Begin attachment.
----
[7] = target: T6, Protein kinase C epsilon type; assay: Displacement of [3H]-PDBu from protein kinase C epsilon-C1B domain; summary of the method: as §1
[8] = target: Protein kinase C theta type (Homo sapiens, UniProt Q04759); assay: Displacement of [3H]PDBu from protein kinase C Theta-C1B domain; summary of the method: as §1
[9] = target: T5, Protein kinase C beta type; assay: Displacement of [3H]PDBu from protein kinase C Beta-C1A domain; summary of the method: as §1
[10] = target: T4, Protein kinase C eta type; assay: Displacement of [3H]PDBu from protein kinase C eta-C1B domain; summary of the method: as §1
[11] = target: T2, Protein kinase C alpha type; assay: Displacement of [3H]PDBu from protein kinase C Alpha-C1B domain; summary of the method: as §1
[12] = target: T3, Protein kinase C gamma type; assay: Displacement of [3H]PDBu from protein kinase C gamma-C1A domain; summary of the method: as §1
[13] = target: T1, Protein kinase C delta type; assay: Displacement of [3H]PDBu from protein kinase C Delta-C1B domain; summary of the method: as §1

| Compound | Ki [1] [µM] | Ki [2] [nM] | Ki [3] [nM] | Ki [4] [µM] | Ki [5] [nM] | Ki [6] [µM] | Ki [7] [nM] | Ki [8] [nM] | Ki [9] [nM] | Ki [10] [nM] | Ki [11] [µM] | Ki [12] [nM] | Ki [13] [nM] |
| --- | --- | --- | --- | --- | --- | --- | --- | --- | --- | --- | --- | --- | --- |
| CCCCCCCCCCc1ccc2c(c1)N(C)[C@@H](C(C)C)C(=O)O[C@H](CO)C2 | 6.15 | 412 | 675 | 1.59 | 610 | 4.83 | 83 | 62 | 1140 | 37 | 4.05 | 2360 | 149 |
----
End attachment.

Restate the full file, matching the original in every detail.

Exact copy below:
[7] = target: T6, Protein kinase C epsilon type; assay: Displacement of [3H]-PDBu from protein kinase C epsilon-C1B domain; summary of the method: as §1
[8] = target: Protein kinase C theta type (Homo sapiens, UniProt Q04759); assay: Displacement of [3H]PDBu from protein kinase C Theta-C1B domain; summary of the method: as §1
[9] = target: T5, Protein kinase C beta type; assay: Displacement of [3H]PDBu from protein kinase C Beta-C1A domain; summary of the method: as §1
[10] = target: T4, Protein kinase C eta type; assay: Displacement of [3H]PDBu from protein kinase C eta-C1B domain; summary of the method: as §1
[11] = target: T2, Protein kinase C alpha type; assay: Displacement of [3H]PDBu from protein kinase C Alpha-C1B domain; summary of the method: as §1
[12] = target: T3, Protein kinase C gamma type; assay: Displacement of [3H]PDBu from protein kinase C gamma-C1A domain; summary of the method: as §1
[13] = target: T1, Protein kinase C delta type; assay: Displacement of [3H]PDBu from protein kinase C Delta-C1B domain; summary of the method: as §1

| Compound | Ki [1] [µM] | Ki [2] [nM] | Ki [3] [nM] | Ki [4] [µM] | Ki [5] [nM] | Ki [6] [µM] | Ki [7] [nM] | Ki [8] [nM] | Ki [9] [nM] | Ki [10] [nM] | Ki [11] [µM] | Ki [12] [nM] | Ki [13] [nM] |
| --- | --- | --- | --- | --- | --- | --- | --- | --- | --- | --- | --- | --- | --- |
| CCCCCCCCCCc1ccc2c(c1)N(C)[C@@H](C(C)C)C(=O)O[C@H](CO)C2 | 6.15 | 412 | 675 | 1.59 | 610 | 4.83 | 83 | 62 | 1140 | 37 | 4.05 | 2360 | 149 |